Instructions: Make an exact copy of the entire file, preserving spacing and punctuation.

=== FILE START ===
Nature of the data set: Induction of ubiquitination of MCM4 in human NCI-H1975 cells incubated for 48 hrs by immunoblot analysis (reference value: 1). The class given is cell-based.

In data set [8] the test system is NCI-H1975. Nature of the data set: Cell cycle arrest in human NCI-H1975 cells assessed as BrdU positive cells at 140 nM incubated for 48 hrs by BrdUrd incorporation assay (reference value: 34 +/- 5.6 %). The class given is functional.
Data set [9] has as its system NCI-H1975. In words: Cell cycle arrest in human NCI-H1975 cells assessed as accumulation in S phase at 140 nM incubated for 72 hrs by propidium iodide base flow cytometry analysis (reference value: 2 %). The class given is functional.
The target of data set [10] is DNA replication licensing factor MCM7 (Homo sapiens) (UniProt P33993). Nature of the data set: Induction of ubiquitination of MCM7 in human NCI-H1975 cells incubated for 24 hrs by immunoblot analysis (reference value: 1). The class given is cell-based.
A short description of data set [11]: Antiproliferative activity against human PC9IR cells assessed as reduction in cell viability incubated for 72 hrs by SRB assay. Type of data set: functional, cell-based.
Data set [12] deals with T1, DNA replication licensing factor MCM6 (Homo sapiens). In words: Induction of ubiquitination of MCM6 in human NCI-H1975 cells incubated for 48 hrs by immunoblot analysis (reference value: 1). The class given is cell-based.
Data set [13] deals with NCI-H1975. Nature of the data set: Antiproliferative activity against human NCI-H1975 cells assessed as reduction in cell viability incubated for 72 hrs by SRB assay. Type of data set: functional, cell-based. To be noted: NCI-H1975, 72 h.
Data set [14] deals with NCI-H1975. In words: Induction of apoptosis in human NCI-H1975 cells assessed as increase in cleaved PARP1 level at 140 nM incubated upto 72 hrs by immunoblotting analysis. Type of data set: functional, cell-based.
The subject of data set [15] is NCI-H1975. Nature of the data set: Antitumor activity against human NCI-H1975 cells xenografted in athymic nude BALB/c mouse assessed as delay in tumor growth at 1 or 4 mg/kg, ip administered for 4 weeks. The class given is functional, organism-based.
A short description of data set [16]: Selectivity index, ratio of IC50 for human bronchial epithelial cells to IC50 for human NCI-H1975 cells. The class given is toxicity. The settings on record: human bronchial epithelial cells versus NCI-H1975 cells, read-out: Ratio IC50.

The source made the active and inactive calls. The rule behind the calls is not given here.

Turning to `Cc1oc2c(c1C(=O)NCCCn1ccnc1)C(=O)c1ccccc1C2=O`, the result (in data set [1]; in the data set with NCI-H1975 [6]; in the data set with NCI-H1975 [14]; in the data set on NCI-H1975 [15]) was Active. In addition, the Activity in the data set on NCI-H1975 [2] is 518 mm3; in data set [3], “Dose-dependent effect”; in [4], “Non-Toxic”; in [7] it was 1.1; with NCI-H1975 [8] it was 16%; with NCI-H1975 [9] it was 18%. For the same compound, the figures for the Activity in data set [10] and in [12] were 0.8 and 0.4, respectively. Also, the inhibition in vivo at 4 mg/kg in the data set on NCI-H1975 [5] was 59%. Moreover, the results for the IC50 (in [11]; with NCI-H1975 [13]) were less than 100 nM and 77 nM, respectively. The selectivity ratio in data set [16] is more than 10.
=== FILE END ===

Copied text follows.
Nature of the data set: Induction of ubiquitination of MCM4 in human NCI-H1975 cells incubated for 48 hrs by immunoblot analysis (reference value: 1). The class given is cell-based.

In data set [8] the test system is NCI-H1975. Nature of the data set: Cell cycle arrest in human NCI-H1975 cells assessed as BrdU positive cells at 140 nM incubated for 48 hrs by BrdUrd incorporation assay (reference value: 34 +/- 5.6 %). The class given is functional.
Data set [9] has as its system NCI-H1975. In words: Cell cycle arrest in human NCI-H1975 cells assessed as accumulation in S phase at 140 nM incubated for 72 hrs by propidium iodide base flow cytometry analysis (reference value: 2 %). The class given is functional.
The target of data set [10] is DNA replication licensing factor MCM7 (Homo sapiens) (UniProt P33993). Nature of the data set: Induction of ubiquitination of MCM7 in human NCI-H1975 cells incubated for 24 hrs by immunoblot analysis (reference value: 1). The class given is cell-based.
A short description of data set [11]: Antiproliferative activity against human PC9IR cells assessed as reduction in cell viability incubated for 72 hrs by SRB assay. Type of data set: functional, cell-based.
Data set [12] deals with T1, DNA replication licensing factor MCM6 (Homo sapiens). In words: Induction of ubiquitination of MCM6 in human NCI-H1975 cells incubated for 48 hrs by immunoblot analysis (reference value: 1). The class given is cell-based.
Data set [13] deals with NCI-H1975. Nature of the data set: Antiproliferative activity against human NCI-H1975 cells assessed as reduction in cell viability incubated for 72 hrs by SRB assay. Type of data set: functional, cell-based. To be noted: NCI-H1975, 72 h.
Data set [14] deals with NCI-H1975. In words: Induction of apoptosis in human NCI-H1975 cells assessed as increase in cleaved PARP1 level at 140 nM incubated upto 72 hrs by immunoblotting analysis. Type of data set: functional, cell-based.
The subject of data set [15] is NCI-H1975. Nature of the data set: Antitumor activity against human NCI-H1975 cells xenografted in athymic nude BALB/c mouse assessed as delay in tumor growth at 1 or 4 mg/kg, ip administered for 4 weeks. The class given is functional, organism-based.
A short description of data set [16]: Selectivity index, ratio of IC50 for human bronchial epithelial cells to IC50 for human NCI-H1975 cells. The class given is toxicity. The settings on record: human bronchial epithelial cells versus NCI-H1975 cells, read-out: Ratio IC50.

The source made the active and inactive calls. The rule behind the calls is not given here.

Turning to `Cc1oc2c(c1C(=O)NCCCn1ccnc1)C(=O)c1ccccc1C2=O`, the result (in data set [1]; in the data set with NCI-H1975 [6]; in the data set with NCI-H1975 [14]; in the data set on NCI-H1975 [15]) was Active. In addition, the Activity in the data set on NCI-H1975 [2] is 518 mm3; in data set [3], “Dose-dependent effect”; in [4], “Non-Toxic”; in [7] it was 1.1; with NCI-H1975 [8] it was 16%; with NCI-H1975 [9] it was 18%. For the same compound, the figures for the Activity in data set [10] and in [12] were 0.8 and 0.4, respectively. Also, the inhibition in vivo at 4 mg/kg in the data set on NCI-H1975 [5] was 59%. Moreover, the results for the IC50 (in [11]; with NCI-H1975 [13]) were less than 100 nM and 77 nM, respectively. The selectivity ratio in data set [16] is more than 10.